The below is a post that I shared on my blog quite some time ago.
Emotional Maturity or One’s Psychological Age
In most countries, one is an adult as soon as one has reached the age of 18. Right? As far as it is about the legal age of being considered adult, which means to be entirely responsible and of legal capacity that’s true. However, on the other side, we all know that there are people whose conduct of behavior when they are 20, 30, 50 or even older, has not reached the state of someone that age, as one would reasonably expect. So, we see when we talk about “maturity” we are dealing with different aspects which must be distinguished very clearly.
Different sorts of maturity
There are three different sorts of maturity in human beings, which are usually reached at various times during our development:
1. Physical maturity
2. Mental maturity
3. Emotional/psychological maturity
Physical maturity is generally entered in the early 20s and reaches its peak in the mid-20s. Mental maturity goes way beyond and is achieved somewhere between the age of 30 and 50. The different points of view relating to this topic are way too different to make general and reliable statements. Also, the individual differences are quite vast. When it comes to emotional maturity, we come to the most problematic one of them all. Psychological maturity usually is only reached when an individual enters a higher age, if ever. The most prominent part of humanity never reaches this kind of sophistication to its fullest and dies without having enfolded this natural ability of human beings entirely.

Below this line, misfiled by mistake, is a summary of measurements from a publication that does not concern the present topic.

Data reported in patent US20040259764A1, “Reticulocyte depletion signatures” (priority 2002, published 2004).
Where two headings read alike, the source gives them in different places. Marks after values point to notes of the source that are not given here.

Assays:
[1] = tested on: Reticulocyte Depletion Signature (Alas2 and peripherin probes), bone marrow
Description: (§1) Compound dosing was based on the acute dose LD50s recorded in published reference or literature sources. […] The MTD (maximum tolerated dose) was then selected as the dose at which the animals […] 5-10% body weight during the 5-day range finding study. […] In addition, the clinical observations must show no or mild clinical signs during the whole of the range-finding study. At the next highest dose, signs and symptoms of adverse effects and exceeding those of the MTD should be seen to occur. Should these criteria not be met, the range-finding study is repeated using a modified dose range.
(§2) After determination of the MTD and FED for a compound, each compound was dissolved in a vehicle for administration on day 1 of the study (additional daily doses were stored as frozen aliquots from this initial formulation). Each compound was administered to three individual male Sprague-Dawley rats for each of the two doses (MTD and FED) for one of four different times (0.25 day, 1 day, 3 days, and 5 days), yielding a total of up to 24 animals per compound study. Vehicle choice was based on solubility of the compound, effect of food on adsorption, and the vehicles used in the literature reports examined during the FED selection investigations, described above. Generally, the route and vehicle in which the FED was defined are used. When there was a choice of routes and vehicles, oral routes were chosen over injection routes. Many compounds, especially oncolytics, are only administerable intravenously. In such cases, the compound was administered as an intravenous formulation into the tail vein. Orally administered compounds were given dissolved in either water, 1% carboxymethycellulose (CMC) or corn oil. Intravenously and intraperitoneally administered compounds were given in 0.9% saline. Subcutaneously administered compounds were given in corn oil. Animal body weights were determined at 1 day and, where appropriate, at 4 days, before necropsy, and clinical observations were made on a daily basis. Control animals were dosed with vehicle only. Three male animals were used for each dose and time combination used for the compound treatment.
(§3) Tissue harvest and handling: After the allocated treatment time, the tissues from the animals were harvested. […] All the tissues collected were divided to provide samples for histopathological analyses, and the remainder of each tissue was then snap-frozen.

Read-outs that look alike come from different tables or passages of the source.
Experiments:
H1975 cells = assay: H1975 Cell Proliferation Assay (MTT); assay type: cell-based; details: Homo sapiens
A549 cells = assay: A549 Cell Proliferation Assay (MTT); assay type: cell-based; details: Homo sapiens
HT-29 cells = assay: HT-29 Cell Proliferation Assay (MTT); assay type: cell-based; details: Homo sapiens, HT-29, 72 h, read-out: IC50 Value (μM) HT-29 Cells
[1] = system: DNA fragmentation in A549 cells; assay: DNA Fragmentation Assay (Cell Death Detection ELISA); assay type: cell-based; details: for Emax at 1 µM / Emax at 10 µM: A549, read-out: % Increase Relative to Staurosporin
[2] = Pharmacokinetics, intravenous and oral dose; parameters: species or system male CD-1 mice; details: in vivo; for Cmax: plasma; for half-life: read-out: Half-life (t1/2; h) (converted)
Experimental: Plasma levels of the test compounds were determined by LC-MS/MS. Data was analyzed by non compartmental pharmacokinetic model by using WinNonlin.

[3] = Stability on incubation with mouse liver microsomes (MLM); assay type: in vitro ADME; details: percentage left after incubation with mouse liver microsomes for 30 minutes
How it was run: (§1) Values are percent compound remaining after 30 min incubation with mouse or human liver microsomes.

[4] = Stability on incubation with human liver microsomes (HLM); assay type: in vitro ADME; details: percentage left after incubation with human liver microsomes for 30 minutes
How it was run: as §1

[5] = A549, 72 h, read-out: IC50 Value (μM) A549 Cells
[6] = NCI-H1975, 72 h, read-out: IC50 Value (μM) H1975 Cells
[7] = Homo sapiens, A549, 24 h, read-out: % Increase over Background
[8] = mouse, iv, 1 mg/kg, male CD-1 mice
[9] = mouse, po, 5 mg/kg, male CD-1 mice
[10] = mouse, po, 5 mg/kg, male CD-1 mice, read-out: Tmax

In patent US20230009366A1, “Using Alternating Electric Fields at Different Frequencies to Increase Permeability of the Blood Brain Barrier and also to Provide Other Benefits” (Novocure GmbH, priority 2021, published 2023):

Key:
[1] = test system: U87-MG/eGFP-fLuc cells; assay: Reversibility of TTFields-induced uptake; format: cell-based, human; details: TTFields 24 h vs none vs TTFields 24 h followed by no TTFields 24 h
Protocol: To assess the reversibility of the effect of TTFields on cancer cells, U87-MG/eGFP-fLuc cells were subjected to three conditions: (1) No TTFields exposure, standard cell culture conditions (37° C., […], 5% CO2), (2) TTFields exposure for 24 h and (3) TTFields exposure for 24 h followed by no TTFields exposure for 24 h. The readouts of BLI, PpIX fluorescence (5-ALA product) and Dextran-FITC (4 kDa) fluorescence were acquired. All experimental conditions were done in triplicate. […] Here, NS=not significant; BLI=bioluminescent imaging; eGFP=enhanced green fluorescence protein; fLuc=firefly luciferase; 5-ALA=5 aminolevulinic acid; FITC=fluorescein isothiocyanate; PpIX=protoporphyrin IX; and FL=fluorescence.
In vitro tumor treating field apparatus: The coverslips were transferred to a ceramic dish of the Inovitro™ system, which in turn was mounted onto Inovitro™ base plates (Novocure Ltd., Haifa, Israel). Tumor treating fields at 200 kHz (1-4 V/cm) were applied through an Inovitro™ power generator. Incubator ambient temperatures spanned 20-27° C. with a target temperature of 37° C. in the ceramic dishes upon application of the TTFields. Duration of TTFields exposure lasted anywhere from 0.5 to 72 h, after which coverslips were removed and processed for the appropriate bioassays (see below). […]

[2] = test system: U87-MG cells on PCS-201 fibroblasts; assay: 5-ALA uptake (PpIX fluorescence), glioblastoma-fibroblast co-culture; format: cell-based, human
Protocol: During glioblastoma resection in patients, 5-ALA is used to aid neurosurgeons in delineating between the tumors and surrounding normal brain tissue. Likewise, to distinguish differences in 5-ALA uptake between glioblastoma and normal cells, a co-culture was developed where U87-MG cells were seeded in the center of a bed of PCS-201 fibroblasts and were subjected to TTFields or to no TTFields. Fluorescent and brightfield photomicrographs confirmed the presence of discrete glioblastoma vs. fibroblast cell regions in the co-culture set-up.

To recognize one’s emotional maturity is way more difficult than detecting others. The reason for that is that the most significant part of our immature activities and in particular our non-adult motives are not conscious to us but are buried deep in the subconscious mind. Nevertheless, there are a few signs which help us to get clarity about our psychological maturity:
Signs of emotional maturity
• The ability to distinguish between what is under our control and what is not, as well as the acceptance of the result which concludes from this distinction.
• Respect for our boundaries as well as for the ones of others.
• Concentration: Emotional maturity is also characterized by the ability to entirely concentrate on a given task for a more extended period. Related to that is the ability to fulfill unpleasant responsibilities as well as postponing rewards.
• The capacity to be the master of one’s emotions. To control the actual feeling in a given situation only works if there is no “emotional burden” left in a person. That means that there are no banked up emotions from the past which are triggered by the present situation. If for example, an individual shows an amount of rage which cannot be explained by the current situation there is always something from the past involved which gets addressed in such moments.
• Difficulties with distinguishing between right and wrong and a strong tendency to give in to relativism, in the worst case believing in a purely materialistic or even cynical-nihilistic worldview is a sign of immaturity.
• Another mark of immaturity is an existential restlessness in one’s life, an “uneasiness within a culture” as Sigmund Freud called it.
• The lack of empathy, the incapability to understand the emotional life of others and not being able to feel what others feel, points towards psychological immaturity.